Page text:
Cameroon : Pesticides blamed for cancer upsurge

Environmentalists have blamed the improper use of pesticides, chemical fertilizers, and fungicides for the upsurge in cancer, stroke and hypertension cases in Cameroon.

Speaking during the opening of the first foodstuff super market in Molyko Buea a few years ago, some environmental activists of Green Cameroon, a Buea based civil society group blamed the increase in these diseases to the use of these substances in agriculture. The activists regretted that poor handling has only aggravated a bad situation as the chemical substances leach and contaminate soil, water and even the atmosphere. The situation, environmental activists say is getting worst today.
Speaking to The Farmer’s Voice, Tiku Kamga Guy Daniel of Green Cameroon said “most of the chemicals associated with inorganic farming have been known to cause various diseases”.
“In addition to globally used chemicals and their associated effects, Cameroonians have also suffered from the effect of chlorpyrifos coated blue bags in banana plantations. These chemicals, they said, can cause numbness, weight loss, birth defects, and loss of libido, respiratory problems and suicidal thoughts to humans”, the activists had told The Farmer’s Voice.
To the activists “many other diseases such as cancer, Parkinson’s disease, stroke, hypertension, (high blood pressure) have been found to be associated with inorganic agricultural chemical use”.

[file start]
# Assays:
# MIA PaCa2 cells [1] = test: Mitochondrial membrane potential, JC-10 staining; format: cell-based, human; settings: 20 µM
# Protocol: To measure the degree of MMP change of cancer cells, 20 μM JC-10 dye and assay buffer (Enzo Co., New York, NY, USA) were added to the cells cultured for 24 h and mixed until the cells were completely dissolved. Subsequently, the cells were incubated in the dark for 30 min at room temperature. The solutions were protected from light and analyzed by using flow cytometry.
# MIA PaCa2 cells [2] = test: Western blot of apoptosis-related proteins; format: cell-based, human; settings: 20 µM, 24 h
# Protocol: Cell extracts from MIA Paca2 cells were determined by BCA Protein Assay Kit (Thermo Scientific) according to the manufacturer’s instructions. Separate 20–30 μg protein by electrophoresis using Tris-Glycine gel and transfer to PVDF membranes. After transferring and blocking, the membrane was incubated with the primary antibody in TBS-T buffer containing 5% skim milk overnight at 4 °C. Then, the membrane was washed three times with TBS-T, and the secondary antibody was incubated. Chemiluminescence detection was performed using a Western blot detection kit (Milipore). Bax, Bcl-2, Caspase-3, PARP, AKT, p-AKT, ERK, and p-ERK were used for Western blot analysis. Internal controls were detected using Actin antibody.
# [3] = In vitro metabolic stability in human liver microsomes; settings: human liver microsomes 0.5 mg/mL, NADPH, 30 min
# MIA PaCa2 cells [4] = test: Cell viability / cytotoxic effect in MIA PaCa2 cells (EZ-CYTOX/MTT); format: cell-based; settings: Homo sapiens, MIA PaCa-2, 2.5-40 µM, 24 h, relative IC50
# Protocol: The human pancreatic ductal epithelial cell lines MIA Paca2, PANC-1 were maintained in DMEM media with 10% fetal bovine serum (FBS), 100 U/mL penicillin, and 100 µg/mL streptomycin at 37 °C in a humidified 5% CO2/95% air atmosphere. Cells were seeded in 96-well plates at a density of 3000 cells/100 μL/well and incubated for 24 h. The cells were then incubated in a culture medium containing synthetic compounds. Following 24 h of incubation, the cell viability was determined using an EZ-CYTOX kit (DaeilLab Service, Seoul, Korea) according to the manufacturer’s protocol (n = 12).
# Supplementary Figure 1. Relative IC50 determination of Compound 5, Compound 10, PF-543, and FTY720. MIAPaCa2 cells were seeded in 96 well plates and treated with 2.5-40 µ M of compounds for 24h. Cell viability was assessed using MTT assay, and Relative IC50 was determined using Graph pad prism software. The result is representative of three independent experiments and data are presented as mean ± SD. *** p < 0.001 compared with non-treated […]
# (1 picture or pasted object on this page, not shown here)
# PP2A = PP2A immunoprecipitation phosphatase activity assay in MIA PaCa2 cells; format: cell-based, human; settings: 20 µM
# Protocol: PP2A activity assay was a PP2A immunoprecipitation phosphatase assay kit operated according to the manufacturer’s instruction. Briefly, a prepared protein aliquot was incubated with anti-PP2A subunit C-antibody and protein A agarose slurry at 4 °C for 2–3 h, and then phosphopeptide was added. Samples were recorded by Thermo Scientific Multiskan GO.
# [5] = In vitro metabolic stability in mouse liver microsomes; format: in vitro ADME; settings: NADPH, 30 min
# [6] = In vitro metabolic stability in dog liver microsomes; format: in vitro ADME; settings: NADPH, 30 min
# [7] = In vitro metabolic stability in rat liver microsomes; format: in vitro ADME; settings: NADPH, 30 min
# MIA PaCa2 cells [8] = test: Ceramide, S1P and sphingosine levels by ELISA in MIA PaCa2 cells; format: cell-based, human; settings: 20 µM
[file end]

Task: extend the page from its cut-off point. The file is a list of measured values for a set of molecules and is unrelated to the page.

Poor use of pesticides persists
The Farmer’s Voice learnt that most farmers in Cameroon are ignorant or just neglect rules guiding proper use of pesticides in agriculture. Some farmers are said to care very little about the harmful effects of the chemicals and some vegetable farmers do not respect proscribed safety time-tables for treating tomatoes, huckleberry etc. This has raised fears that many people may just be taking in more chemical residues especially as no tests are done on these products before selling.
Though agriculture and environmental officials have organized workshops, cautioning farmers, most farmers in the quest for bountiful harvests disregard safety rules given that punitive measures are not in place. Many civil society organizations are now intensifying their fight against abuse of chemicals by sensitizing consumers to be aware of what they buy as they encourage many farmers to go into organic farming.
Bangsi Daniel Song

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